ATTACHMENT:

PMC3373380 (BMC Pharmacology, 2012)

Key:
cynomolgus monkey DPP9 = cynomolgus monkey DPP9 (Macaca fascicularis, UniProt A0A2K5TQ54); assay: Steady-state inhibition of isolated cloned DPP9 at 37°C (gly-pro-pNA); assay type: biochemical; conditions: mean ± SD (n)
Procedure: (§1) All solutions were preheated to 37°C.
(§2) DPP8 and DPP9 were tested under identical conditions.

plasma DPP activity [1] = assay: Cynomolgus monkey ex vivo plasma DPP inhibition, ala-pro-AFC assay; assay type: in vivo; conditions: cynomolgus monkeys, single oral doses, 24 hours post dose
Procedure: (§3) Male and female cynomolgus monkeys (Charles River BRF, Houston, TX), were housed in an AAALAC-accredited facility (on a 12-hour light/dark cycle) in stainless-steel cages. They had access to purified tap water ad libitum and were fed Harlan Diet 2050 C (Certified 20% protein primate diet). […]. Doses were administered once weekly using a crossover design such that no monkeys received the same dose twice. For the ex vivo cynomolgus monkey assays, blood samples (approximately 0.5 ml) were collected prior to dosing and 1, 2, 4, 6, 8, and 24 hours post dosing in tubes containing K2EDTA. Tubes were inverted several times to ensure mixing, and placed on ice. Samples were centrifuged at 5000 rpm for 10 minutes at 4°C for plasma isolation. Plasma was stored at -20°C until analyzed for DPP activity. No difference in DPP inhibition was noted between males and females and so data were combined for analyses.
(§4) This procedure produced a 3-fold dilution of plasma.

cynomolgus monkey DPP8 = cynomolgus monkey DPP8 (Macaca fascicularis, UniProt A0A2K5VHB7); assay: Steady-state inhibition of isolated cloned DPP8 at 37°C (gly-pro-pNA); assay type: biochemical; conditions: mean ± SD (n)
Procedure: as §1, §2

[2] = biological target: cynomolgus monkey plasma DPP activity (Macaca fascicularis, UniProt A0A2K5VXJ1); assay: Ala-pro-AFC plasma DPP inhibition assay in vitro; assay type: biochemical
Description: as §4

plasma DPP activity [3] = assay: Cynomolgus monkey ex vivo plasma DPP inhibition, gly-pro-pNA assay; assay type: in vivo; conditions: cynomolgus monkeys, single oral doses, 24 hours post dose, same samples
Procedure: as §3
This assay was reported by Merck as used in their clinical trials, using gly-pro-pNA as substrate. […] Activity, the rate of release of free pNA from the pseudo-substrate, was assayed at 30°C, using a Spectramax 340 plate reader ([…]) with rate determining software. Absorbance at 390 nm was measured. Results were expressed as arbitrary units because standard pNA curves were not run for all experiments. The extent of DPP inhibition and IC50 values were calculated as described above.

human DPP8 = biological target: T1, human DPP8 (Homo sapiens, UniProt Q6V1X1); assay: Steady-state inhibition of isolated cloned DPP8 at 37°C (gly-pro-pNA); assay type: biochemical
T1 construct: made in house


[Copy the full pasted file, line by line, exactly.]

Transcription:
PMC3373380 (BMC Pharmacology, 2012)

Key:
cynomolgus monkey DPP9 = cynomolgus monkey DPP9 (Macaca fascicularis, UniProt A0A2K5TQ54); assay: Steady-state inhibition of isolated cloned DPP9 at 37°C (gly-pro-pNA); assay type: biochemical; conditions: mean ± SD (n)
Procedure: (§1) All solutions were preheated to 37°C.
(§2) DPP8 and DPP9 were tested under identical conditions.

plasma DPP activity [1] = assay: Cynomolgus monkey ex vivo plasma DPP inhibition, ala-pro-AFC assay; assay type: in vivo; conditions: cynomolgus monkeys, single oral doses, 24 hours post dose
Procedure: (§3) Male and female cynomolgus monkeys (Charles River BRF, Houston, TX), were housed in an AAALAC-accredited facility (on a 12-hour light/dark cycle) in stainless-steel cages. They had access to purified tap water ad libitum and were fed Harlan Diet 2050 C (Certified 20% protein primate diet). […]. Doses were administered once weekly using a crossover design such that no monkeys received the same dose twice. For the ex vivo cynomolgus monkey assays, blood samples (approximately 0.5 ml) were collected prior to dosing and 1, 2, 4, 6, 8, and 24 hours post dosing in tubes containing K2EDTA. Tubes were inverted several times to ensure mixing, and placed on ice. Samples were centrifuged at 5000 rpm for 10 minutes at 4°C for plasma isolation. Plasma was stored at -20°C until analyzed for DPP activity. No difference in DPP inhibition was noted between males and females and so data were combined for analyses.
(§4) This procedure produced a 3-fold dilution of plasma.

cynomolgus monkey DPP8 = cynomolgus monkey DPP8 (Macaca fascicularis, UniProt A0A2K5VHB7); assay: Steady-state inhibition of isolated cloned DPP8 at 37°C (gly-pro-pNA); assay type: biochemical; conditions: mean ± SD (n)
Procedure: as §1, §2

[2] = biological target: cynomolgus monkey plasma DPP activity (Macaca fascicularis, UniProt A0A2K5VXJ1); assay: Ala-pro-AFC plasma DPP inhibition assay in vitro; assay type: biochemical
Description: as §4

plasma DPP activity [3] = assay: Cynomolgus monkey ex vivo plasma DPP inhibition, gly-pro-pNA assay; assay type: in vivo; conditions: cynomolgus monkeys, single oral doses, 24 hours post dose, same samples
Procedure: as §3
This assay was reported by Merck as used in their clinical trials, using gly-pro-pNA as substrate. […] Activity, the rate of release of free pNA from the pseudo-substrate, was assayed at 30°C, using a Spectramax 340 plate reader ([…]) with rate determining software. Absorbance at 390 nm was measured. Results were expressed as arbitrary units because standard pNA curves were not run for all experiments. The extent of DPP inhibition and IC50 values were calculated as described above.

human DPP8 = biological target: T1, human DPP8 (Homo sapiens, UniProt Q6V1X1); assay: Steady-state inhibition of isolated cloned DPP8 at 37°C (gly-pro-pNA); assay type: biochemical
T1 construct: made in house